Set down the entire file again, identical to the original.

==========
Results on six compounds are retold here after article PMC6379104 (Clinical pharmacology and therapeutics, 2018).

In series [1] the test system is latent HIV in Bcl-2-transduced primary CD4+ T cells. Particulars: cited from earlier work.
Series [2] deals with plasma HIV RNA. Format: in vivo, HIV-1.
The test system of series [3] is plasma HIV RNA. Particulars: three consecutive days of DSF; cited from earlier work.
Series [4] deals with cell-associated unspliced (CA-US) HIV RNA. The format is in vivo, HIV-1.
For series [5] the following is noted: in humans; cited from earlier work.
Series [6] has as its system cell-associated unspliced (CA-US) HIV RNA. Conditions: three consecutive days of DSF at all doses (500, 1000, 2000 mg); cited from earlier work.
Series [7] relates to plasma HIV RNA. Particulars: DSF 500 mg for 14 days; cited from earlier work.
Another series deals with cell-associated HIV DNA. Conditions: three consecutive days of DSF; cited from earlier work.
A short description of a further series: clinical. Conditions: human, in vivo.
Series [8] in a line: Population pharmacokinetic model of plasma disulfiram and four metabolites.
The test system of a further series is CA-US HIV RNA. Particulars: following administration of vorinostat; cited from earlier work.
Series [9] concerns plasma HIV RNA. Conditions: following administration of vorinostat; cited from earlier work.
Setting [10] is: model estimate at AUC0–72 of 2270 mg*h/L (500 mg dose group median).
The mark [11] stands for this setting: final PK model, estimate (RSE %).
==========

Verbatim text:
Results on six compounds are retold here after article PMC6379104 (Clinical pharmacology and therapeutics, 2018).

In series [1] the test system is latent HIV in Bcl-2-transduced primary CD4+ T cells. Particulars: cited from earlier work.
Series [2] deals with plasma HIV RNA. Format: in vivo, HIV-1.
The test system of series [3] is plasma HIV RNA. Particulars: three consecutive days of DSF; cited from earlier work.
Series [4] deals with cell-associated unspliced (CA-US) HIV RNA. The format is in vivo, HIV-1.
For series [5] the following is noted: in humans; cited from earlier work.
Series [6] has as its system cell-associated unspliced (CA-US) HIV RNA. Conditions: three consecutive days of DSF at all doses (500, 1000, 2000 mg); cited from earlier work.
Series [7] relates to plasma HIV RNA. Particulars: DSF 500 mg for 14 days; cited from earlier work.
Another series deals with cell-associated HIV DNA. Conditions: three consecutive days of DSF; cited from earlier work.
A short description of a further series: clinical. Conditions: human, in vivo.
Series [8] in a line: Population pharmacokinetic model of plasma disulfiram and four metabolites.
The test system of a further series is CA-US HIV RNA. Particulars: following administration of vorinostat; cited from earlier work.
Series [9] concerns plasma HIV RNA. Conditions: following administration of vorinostat; cited from earlier work.
Setting [10] is: model estimate at AUC0–72 of 2270 mg*h/L (500 mg dose group median).
The mark [11] stands for this setting: final PK model, estimate (RSE %).